If you’re a Canadian out of work due to COVID-19, you might already be getting CERB payments.
Assuming you genuinely meet the program’s eligibility criteria, that can only be a good thing. When you’re out of work, every penny counts, and in many cases, the CERB pays more than EI does.
The story is a little different if you aren’t quite eligible. If you played it loose with your CERB application, the CRA might find out and demand the payments back. That might sound like a long shot, but when you look at how the CERB was rolled out, it begins to make sense.
In the rush to get financial support to Canadians in need, the CRA erred on the side of expediency. Rather than let vulnerable Canadians slip through the cracks, the agency pushed applications through as quickly as possible. This was a necessary step to ensure that those who needed help got it.
However, it also led to some people who weren’t quite eligible getting payments.
Recently, CBC ran a story about Canadians who were receiving the CERB when they shouldn’t have been. Based on an interview with a CRA employee, the article explored a number of cases where individuals were collecting massive amounts of CERB money. One case involved a family of three that collected $12,000 in CERB money in a single day. That was possible because each of the three family members was receiving two separate CERB payments.
The CRA is keeping a close eye on situations like this. While the CBC article didn’t indicate what enforcement actions will be taken, it did note that the CRA will “follow up” with people who received the CERB in error.
Obviously, this is not a situation you want to find yourself in. But with CRA rules being notoriously vague, it’s hard to be sure that you’re in the clear.
You can start by being 100% certain about the eligibility requirements. You need to have earned $5,000 in the last 12 months and less than $1,000 in the last 14 days to qualify. If you’re already getting EI, you’re not eligible, even if you meet the other two criteria. In general, investment income doesn’t affect your eligibility. However, if you receive small business dividends, and you’ve stopped getting them in the last 14 days, you may be eligible.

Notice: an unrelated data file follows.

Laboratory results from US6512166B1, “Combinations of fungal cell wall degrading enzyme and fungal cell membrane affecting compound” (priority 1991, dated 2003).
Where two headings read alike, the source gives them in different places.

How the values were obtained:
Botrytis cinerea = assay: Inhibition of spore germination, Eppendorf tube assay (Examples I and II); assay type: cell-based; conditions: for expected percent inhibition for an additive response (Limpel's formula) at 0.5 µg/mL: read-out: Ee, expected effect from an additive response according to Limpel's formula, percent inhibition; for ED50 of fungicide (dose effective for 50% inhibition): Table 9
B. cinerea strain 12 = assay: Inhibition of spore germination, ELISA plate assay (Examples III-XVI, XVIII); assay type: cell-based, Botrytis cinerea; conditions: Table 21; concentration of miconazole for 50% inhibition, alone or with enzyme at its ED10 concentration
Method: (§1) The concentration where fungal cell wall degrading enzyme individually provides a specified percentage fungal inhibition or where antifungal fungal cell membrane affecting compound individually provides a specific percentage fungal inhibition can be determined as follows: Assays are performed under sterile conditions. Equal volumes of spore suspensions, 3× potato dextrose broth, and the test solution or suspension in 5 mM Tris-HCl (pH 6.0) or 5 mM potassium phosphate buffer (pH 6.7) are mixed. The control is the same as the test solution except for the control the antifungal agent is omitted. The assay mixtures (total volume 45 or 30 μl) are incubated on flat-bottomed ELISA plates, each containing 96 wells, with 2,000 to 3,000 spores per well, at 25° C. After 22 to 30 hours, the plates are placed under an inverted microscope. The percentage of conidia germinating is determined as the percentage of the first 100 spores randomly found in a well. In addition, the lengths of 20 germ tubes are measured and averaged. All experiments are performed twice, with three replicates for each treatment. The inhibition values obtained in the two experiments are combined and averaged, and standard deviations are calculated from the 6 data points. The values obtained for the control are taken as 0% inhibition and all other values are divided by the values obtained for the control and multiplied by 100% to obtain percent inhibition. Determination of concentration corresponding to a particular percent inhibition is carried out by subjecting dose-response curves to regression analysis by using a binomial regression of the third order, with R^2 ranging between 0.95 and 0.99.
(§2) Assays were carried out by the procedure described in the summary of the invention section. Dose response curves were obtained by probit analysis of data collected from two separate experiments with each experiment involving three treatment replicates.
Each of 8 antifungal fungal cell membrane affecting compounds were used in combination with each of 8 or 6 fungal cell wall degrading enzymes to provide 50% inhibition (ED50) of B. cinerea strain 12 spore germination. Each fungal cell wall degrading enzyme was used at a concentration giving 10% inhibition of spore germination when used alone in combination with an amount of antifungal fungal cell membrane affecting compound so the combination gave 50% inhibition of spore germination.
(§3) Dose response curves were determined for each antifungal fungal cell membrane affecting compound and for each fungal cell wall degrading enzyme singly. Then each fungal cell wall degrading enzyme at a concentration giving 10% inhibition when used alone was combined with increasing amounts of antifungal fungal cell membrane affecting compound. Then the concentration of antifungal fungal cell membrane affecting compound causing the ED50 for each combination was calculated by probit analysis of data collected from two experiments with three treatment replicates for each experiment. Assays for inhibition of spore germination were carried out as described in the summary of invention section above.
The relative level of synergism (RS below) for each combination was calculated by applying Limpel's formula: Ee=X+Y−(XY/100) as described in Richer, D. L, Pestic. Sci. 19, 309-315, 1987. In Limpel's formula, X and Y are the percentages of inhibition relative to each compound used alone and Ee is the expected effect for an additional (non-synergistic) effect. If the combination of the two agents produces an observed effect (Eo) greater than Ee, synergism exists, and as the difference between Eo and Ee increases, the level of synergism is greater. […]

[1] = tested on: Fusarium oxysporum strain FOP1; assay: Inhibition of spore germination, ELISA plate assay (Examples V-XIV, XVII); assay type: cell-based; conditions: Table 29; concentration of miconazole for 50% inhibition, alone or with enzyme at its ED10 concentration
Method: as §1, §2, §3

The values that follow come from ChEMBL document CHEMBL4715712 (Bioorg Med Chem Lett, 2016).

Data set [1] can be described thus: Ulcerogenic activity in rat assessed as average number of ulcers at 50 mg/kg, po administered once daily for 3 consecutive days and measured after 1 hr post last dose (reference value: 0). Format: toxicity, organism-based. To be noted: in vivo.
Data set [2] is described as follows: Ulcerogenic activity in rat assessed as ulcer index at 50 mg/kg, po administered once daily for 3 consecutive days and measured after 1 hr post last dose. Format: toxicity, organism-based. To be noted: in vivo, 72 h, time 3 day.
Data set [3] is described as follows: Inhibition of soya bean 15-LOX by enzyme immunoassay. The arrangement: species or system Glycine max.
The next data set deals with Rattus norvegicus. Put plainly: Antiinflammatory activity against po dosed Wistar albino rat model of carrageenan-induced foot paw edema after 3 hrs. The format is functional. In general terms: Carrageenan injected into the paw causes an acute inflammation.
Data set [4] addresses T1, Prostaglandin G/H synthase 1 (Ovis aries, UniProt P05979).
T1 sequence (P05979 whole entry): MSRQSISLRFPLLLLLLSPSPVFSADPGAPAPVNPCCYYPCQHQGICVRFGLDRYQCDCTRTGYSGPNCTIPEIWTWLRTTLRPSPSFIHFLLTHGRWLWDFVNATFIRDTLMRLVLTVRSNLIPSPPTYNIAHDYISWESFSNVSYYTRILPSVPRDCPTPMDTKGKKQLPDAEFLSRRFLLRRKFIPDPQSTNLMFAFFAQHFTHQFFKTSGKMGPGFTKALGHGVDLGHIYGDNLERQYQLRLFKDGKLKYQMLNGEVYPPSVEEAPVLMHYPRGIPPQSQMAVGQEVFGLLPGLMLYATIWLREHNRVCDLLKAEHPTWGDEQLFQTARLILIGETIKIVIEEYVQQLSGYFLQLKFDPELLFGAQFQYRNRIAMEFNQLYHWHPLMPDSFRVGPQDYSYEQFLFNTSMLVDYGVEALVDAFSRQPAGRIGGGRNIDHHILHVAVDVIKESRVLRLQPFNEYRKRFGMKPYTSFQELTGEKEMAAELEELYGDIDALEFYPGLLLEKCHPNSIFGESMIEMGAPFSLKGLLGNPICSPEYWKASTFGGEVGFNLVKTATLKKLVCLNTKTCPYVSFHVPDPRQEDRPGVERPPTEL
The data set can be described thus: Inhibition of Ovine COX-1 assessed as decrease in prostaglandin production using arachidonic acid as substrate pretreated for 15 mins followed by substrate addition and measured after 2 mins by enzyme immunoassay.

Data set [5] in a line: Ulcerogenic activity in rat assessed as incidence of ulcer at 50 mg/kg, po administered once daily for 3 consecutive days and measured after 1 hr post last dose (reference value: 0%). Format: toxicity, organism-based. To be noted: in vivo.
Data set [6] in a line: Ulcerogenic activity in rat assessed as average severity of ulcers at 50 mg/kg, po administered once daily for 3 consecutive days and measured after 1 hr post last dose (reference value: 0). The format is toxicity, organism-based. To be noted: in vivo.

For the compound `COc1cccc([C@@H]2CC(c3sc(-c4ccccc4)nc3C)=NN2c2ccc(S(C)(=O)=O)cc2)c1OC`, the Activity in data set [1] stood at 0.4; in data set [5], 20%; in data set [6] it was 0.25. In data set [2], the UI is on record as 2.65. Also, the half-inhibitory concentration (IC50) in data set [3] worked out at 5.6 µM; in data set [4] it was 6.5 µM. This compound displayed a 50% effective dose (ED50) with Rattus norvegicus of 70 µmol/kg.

If you want to play it really safe, you could avoid the CERB altogether and seek other ways to support yourself financially. If you have a TFSA with some unused contribution space lying around, you could build up a portfolio of stocks that pays you solid income. With a fully maxed out TFSA at a 3.5% average yield, you could earn about $2,500 a year tax-free. That’s a far cry from what the CERB pays, but TFSA holdings do have a nice tax advantage the CERB doesn’t.
As a Canadian company, Fortis’s dividends are not taxed in your TFSA. And those dividends are very reliable. Fortis has actually raised its dividend every year for the last 46 years. That’s an incredible track record. What’s even more remarkable is that it’s set to continue. Fortis is aiming to increase its dividend by 6% a year over the next five years. So, the $2,500 a year you can get out of it now could be much more in a few years’ time.
This article represents the opinion of the writer, who may disagree with the “official” recommendation position of a Motley Fool premium service or advisor. We’re Motley! Questioning an investing thesis — even one of our own — helps us all think critically about investing and make decisions that help us become smarter, happier, and richer, so we sometimes publish articles that may not be in line with recommendations, rankings or other content.
Fool contributor Andrew Button has no position in any of the stocks mentioned.